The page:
FOLLOWING a 10-day delay, caused by Covid within the cast, the Citizens Theatre Company’s much-anticipated rendering of Shakespeare’s The Comedy of Errors finally took to the stage on Wednesday. The show played in the large, gazebo-style auditorium that Scottish Opera has erected in the car park of its Glasgow studios.

Despite having time for only one preview performance before the rescheduled press night, director Dominic Hill’s staging of the Bard’s comedy is a very palpable hit. Played in designer Jessica Worrall’s delightfully flamboyant modern dress, with a brilliant cast of just seven, the piece is sure-footed and very funny. Set in the classical Greek city of Ephesus, the play centres upon the extravagant misunderstandings that ensue from mistaken identities. The chaos is prompted by the arrival in Ephesus of the wealthy Antipholus of Syracuse and his enslaved servant, Dromio, both in search of their Ephesian twin brothers (from whom they were separated in childhood and who, unbeknownst to them, live under the same names).

As so often in Shakespeare’s comedies, there are dark forces at work beneath the humour. The merchant Egeon (father of the Antipholus twins) came to Ephesus in search of his long-lost son. As a Syracusan, he is forbidden from entering the rival city, and now faces execution. Meanwhile, the confusion created by the mistaking of the brothers Antipholus and Dromio for each other leads Adriana (wife of Antipholus of Ephesus) into dangerous conflict with her husband. Rebelling against the seeming threat to her honour, the good lady is played with compelling, fierce gusto by the excellent Jessica Hardwick.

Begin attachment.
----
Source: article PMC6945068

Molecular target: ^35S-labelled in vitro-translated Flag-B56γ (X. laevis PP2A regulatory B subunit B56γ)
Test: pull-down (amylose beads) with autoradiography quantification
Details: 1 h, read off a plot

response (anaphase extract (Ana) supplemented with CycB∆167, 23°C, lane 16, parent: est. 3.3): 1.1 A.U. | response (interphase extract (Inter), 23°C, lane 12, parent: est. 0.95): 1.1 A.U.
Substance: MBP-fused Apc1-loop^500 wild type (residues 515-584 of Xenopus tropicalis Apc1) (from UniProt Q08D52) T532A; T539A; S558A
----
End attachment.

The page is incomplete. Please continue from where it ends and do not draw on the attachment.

It is to Hill’s great credit that the production manages to reflect the light and shade of the play, even as it rattles through its one hour and 45 minutes (with no interval) at a pace that would impress the great slapstick filmmakers Zucker, Abrahams and Zucker. Ewan Miller and Michael Guest pull off the playing of the brothers Antipholus and Dromio, respectively, with tremendous energy and neat hat tricks.

John Macaulay is superb in no fewer than three roles, investing the wretched Egeon with tremendous pathos, and Angelo, the confused goldsmith, with hilarious incredulity. Composer Nikola Kodjabashia weaves his score, performed live by actor musicians, through the play with his typically reflective intelligence.

This frustratingly truncated run of The Comedy of Errors may have ended, but it is a production that demands a rapid return.